Preoperative coagulation screening prior to tonsillectomy in adults: current practice and recommendations
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The hypotheses of the study are: (1) a positive history of coagulopathy predicts a higher postoperative haemorrhage risk, (2) a positive laboratory screening for coagulopathy can forecast a higher haemorrhage risk and (3) the haemorrhage risk in patients with known bleeding disorder is elevated. In a multicentre study information on 3,041 tonsillectomies in adults over 9 months, from 1st October 2009 until 30th June 2010, was evaluated. The outcome variables were patient characteristics, postoperative haemorrhage, history of coagulopathy and laboratory screening for coagulopathy. A history of coagulopathy and laboratory screening for coagulopathy were performed in almost all patients (98.6 %, 2,998/3,041). The overall haemorrhage rate was 16 %, including all bleeding episodes after extubation, with 4.8 % returning to theatre. A positive history was reported in 2 % (55/3,041) and a positive laboratory screening in 3 % (94/3,041) of all patients. A positive history is significantly associated with a higher risk of postoperative haemorrhage (31 %, 17/55, p < 0.002) compared to patients with a negative history (16 %, 387/2,497). A positive laboratory for coagulopathy was not significantly associated with an increased haemorrhage risk (20 %, 19/94, p < 0.235) compared to patients with a negative laboratory (16 %, 390/2,249). The haemorrhage risk for adults with a bleeding disorder is twice as high (31 %, 17/55) as for adults without bleeding disorder (16 %, 476/2,973). In conclusion, an adult patient’s history of coagulopathy should be taken prior to tonsillectomy as a positive history doubles the haemorrhage risk while a laboratory screening for coagulopathy has no significant power to predict an elevated haemorrhage risk. Bleeding disorders double the risk of postoperative haemorrhage.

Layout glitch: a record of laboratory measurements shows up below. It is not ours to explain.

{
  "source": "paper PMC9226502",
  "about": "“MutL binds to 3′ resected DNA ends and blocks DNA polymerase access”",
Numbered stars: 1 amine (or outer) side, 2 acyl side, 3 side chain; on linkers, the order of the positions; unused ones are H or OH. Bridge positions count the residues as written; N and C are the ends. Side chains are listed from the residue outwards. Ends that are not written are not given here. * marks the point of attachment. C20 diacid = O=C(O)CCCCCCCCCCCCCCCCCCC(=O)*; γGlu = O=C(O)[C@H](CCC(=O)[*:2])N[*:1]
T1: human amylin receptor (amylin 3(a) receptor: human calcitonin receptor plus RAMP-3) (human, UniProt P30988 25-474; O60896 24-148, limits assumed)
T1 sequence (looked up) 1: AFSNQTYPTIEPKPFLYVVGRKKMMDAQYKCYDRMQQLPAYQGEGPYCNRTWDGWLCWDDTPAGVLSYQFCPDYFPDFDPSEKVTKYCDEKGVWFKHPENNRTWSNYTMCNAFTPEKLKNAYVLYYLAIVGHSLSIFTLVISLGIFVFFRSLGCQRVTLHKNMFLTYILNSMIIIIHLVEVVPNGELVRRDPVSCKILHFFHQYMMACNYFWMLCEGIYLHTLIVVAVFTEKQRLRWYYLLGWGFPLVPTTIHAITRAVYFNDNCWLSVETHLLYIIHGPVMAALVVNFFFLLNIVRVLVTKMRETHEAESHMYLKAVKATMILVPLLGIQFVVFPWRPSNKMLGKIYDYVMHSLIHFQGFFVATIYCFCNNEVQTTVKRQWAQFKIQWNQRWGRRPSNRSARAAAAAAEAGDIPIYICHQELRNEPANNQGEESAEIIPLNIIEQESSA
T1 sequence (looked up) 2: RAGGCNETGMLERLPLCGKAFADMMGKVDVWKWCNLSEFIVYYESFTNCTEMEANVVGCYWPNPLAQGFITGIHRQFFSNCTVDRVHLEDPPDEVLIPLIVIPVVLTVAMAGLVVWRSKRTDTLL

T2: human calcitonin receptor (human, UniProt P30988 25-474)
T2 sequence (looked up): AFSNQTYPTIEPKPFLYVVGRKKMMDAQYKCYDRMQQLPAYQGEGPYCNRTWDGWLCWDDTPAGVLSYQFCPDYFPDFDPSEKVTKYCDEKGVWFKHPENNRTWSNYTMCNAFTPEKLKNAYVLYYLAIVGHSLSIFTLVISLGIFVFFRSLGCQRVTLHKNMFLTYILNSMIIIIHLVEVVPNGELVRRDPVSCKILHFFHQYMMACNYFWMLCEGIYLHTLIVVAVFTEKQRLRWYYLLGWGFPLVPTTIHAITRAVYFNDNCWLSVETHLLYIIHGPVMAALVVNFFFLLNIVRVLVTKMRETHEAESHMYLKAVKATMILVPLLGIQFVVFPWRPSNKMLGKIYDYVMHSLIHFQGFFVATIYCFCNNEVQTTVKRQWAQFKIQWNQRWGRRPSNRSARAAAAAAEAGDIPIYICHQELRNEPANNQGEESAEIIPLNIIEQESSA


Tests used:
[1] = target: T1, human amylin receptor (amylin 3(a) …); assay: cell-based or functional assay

KeywordsTonsillectomy Haemorrhage risk History of coagulopathy Laboratory screening for coagulopathy
The authors would like to thank all heads of Austria’s ENT departments (year 2009): Univ. Prof. Dr. Wolfgang Biegenzahn, Univ. Prof. Dr. Klaus Böheim, Univ. Doz. Dr. Monika Cartellieri, Univ. Prof. Dr. Hans Edmund Eckel, Univ. Prof. Dr. Wolfgang Elsässer, Univ. Prof. Dr. Peter Franz, Univ. Prof. Dr. Gerhard Friedrich, Univ. Prof. Dr. Wolfgang Gstöttner, Univ. Prof. Dr. Werner Habicher, Univ. Prof. Dr. Floris Heger, OA Dr. Gerhard Herzog, Univ. Doz. Dr. Heribert Höfler, Univ. Prof. Dr. Heinz Jünger, Univ. Prof. Dr. Christoph Karas, Univ. Prof. Dr. Tilman Keck, Univ. Prof. Dr. Antonius Kierner, OA Dr. Hannes Kirschner, Univ. Prof. Dr. Josef Meindl, Univ. Prof. Dr. Antal Mink, Univ. Prof. Dr. Michael Moser, Univ. Doz. Dr. Csilla Neuchrist, OA Dr. Johannes Neumüller, Univ. Prof. Dr. Peter Ostertag, OA Dr. Robert Panholzer, Univ. Prof. Dr. Robert Pavelka, OA Dr. Richard Pauer, OA Dr. Hannes Picker, Univ. Prof. Dr. Gerd Rasp, Univ. Prof. Dr. Christoph Reisser, Univ. Prof. Dr. Ernst Richter, Univ. Prof. Dr. Herbert Riechelmann, Univ. Prof. Dr. Herwig Swoboda, Univ. Prof. Dr. Patrick Zorowka. The authors extend their special thanks to all hospital staff for collecting surgery data: Doris Aichinger M.D., Ulrich Amann M.D., Anna Aszmayr M.D., Birte Bender M.D., Elisabeth Blassnigg M.D., Christoph Brand M.D., Elisabeth Brand M.D., Otto Braumandl M.D., Martin Bruch M.D., Christoph Flux M.D., Margit Gombotz M.D., Matthias Grabner M.D., Stefan Hoier M.D., Franjo Juric M.D., Joachim Kronberger M.D., Thomas Kunst M.D., Christoph Matscheko M.D., Hermine Mayr M.D., Magdalena Necek M.D., Johannes Neumüller M.D., Anita Neuwirth M.D., Robert Panholzer M.D., Richard Pauer M.D., Christof Pauli M.D., Hannes Picker M.D., Robert Pinnitsch M.D., Julia Rechenmacher M.D., Andreas Riedler M.D., Kyros Sabbas M.D., Michael Safar M.D., Claus Schleinzer M.D., Barbara Schubert M.D., Johannes Schwarzer M.D., Anahid Seraydarian M.D., Andreas Strobl M.D., Beatrix Thalhammer M.D., Sandra Waltenberger M.D., Anette Wenzel M.D., Martin Wernig M.D., Claudia Winter M.D., Thomas Wöllner M.D., Gabriella Zahratka M.D., Michaela Zumtobel M.D. and to everybody else who has remained unnamed. The study was funded by the Austrian Society of Oto-Rhino-Laryngology, Head and Neck Surgery. The sponsor had no role in the study design, data collection, data analysis, data interpretation, and the writing of any publication related to the study.
Conflict of interest
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